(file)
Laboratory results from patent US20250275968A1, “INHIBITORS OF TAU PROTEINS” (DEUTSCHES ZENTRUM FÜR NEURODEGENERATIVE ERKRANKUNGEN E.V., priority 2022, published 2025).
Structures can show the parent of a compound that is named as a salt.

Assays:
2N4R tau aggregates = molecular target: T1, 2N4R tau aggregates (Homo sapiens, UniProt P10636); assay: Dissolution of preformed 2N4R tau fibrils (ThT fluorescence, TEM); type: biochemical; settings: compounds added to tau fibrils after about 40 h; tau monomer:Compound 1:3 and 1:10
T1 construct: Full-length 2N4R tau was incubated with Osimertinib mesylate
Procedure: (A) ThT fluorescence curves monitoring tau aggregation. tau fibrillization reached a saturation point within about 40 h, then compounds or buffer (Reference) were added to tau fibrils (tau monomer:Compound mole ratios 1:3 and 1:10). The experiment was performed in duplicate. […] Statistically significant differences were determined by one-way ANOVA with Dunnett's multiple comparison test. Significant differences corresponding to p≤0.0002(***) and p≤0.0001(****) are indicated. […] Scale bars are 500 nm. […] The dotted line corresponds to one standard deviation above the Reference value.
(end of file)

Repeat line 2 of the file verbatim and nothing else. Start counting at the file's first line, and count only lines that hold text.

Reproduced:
Structures can show the parent of a compound that is named as a salt.